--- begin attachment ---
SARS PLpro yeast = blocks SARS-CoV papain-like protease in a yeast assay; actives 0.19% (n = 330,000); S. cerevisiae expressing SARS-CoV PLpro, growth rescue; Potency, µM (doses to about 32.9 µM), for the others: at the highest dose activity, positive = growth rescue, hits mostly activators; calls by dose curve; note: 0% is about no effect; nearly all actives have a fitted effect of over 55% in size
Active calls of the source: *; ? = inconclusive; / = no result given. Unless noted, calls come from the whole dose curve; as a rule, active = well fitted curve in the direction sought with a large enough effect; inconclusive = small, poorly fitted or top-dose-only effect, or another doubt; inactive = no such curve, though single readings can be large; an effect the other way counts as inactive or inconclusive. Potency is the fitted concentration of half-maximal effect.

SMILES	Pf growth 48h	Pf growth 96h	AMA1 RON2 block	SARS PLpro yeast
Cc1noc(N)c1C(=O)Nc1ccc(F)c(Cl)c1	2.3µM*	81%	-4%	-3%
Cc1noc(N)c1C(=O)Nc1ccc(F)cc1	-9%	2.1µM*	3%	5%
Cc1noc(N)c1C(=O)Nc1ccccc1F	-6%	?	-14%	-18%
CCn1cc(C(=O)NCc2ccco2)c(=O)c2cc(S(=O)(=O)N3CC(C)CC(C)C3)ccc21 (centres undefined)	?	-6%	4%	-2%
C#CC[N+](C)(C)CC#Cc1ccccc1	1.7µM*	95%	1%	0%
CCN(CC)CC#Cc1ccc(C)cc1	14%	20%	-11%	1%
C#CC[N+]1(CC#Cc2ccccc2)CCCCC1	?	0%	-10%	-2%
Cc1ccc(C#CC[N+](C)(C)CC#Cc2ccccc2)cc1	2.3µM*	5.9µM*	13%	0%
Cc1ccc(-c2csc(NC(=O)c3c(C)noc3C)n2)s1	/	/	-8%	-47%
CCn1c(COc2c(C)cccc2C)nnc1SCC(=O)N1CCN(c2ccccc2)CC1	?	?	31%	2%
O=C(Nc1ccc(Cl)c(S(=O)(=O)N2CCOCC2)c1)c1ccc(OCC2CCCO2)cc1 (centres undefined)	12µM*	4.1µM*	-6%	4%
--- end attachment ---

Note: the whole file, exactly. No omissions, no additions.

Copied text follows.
SARS PLpro yeast = blocks SARS-CoV papain-like protease in a yeast assay; actives 0.19% (n = 330,000); S. cerevisiae expressing SARS-CoV PLpro, growth rescue; Potency, µM (doses to about 32.9 µM), for the others: at the highest dose activity, positive = growth rescue, hits mostly activators; calls by dose curve; note: 0% is about no effect; nearly all actives have a fitted effect of over 55% in size
Active calls of the source: *; ? = inconclusive; / = no result given. Unless noted, calls come from the whole dose curve; as a rule, active = well fitted curve in the direction sought with a large enough effect; inconclusive = small, poorly fitted or top-dose-only effect, or another doubt; inactive = no such curve, though single readings can be large; an effect the other way counts as inactive or inconclusive. Potency is the fitted concentration of half-maximal effect.

SMILES	Pf growth 48h	Pf growth 96h	AMA1 RON2 block	SARS PLpro yeast
Cc1noc(N)c1C(=O)Nc1ccc(F)c(Cl)c1	2.3µM*	81%	-4%	-3%
Cc1noc(N)c1C(=O)Nc1ccc(F)cc1	-9%	2.1µM*	3%	5%
Cc1noc(N)c1C(=O)Nc1ccccc1F	-6%	?	-14%	-18%
CCn1cc(C(=O)NCc2ccco2)c(=O)c2cc(S(=O)(=O)N3CC(C)CC(C)C3)ccc21 (centres undefined)	?	-6%	4%	-2%
C#CC[N+](C)(C)CC#Cc1ccccc1	1.7µM*	95%	1%	0%
CCN(CC)CC#Cc1ccc(C)cc1	14%	20%	-11%	1%
C#CC[N+]1(CC#Cc2ccccc2)CCCCC1	?	0%	-10%	-2%
Cc1ccc(C#CC[N+](C)(C)CC#Cc2ccccc2)cc1	2.3µM*	5.9µM*	13%	0%
Cc1ccc(-c2csc(NC(=O)c3c(C)noc3C)n2)s1	/	/	-8%	-47%
CCn1c(COc2c(C)cccc2C)nnc1SCC(=O)N1CCN(c2ccccc2)CC1	?	?	31%	2%
O=C(Nc1ccc(Cl)c(S(=O)(=O)N2CCOCC2)c1)c1ccc(OCC2CCCO2)cc1 (centres undefined)	12µM*	4.1µM*	-6%	4%